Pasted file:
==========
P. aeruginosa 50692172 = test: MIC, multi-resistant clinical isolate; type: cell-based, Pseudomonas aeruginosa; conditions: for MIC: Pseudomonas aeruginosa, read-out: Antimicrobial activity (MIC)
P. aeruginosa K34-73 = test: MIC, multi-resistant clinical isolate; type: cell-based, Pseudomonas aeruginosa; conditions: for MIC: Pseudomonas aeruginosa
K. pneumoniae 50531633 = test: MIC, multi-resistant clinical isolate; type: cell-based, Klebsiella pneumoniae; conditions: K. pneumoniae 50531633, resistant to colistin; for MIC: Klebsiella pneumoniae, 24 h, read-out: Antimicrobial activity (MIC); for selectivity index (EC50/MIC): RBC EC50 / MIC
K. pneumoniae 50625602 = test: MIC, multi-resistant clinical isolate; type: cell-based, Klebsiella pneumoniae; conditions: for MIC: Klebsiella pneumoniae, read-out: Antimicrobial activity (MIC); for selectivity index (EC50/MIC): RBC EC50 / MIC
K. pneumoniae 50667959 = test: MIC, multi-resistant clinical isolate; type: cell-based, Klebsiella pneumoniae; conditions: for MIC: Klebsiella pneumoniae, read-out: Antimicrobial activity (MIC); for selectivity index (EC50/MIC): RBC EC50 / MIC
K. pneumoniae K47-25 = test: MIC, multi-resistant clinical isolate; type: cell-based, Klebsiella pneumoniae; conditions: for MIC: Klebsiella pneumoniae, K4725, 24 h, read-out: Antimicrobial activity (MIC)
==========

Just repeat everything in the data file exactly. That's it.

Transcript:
P. aeruginosa 50692172 = test: MIC, multi-resistant clinical isolate; type: cell-based, Pseudomonas aeruginosa; conditions: for MIC: Pseudomonas aeruginosa, read-out: Antimicrobial activity (MIC)
P. aeruginosa K34-73 = test: MIC, multi-resistant clinical isolate; type: cell-based, Pseudomonas aeruginosa; conditions: for MIC: Pseudomonas aeruginosa
K. pneumoniae 50531633 = test: MIC, multi-resistant clinical isolate; type: cell-based, Klebsiella pneumoniae; conditions: K. pneumoniae 50531633, resistant to colistin; for MIC: Klebsiella pneumoniae, 24 h, read-out: Antimicrobial activity (MIC); for selectivity index (EC50/MIC): RBC EC50 / MIC
K. pneumoniae 50625602 = test: MIC, multi-resistant clinical isolate; type: cell-based, Klebsiella pneumoniae; conditions: for MIC: Klebsiella pneumoniae, read-out: Antimicrobial activity (MIC); for selectivity index (EC50/MIC): RBC EC50 / MIC
K. pneumoniae 50667959 = test: MIC, multi-resistant clinical isolate; type: cell-based, Klebsiella pneumoniae; conditions: for MIC: Klebsiella pneumoniae, read-out: Antimicrobial activity (MIC); for selectivity index (EC50/MIC): RBC EC50 / MIC
K. pneumoniae K47-25 = test: MIC, multi-resistant clinical isolate; type: cell-based, Klebsiella pneumoniae; conditions: for MIC: Klebsiella pneumoniae, K4725, 24 h, read-out: Antimicrobial activity (MIC)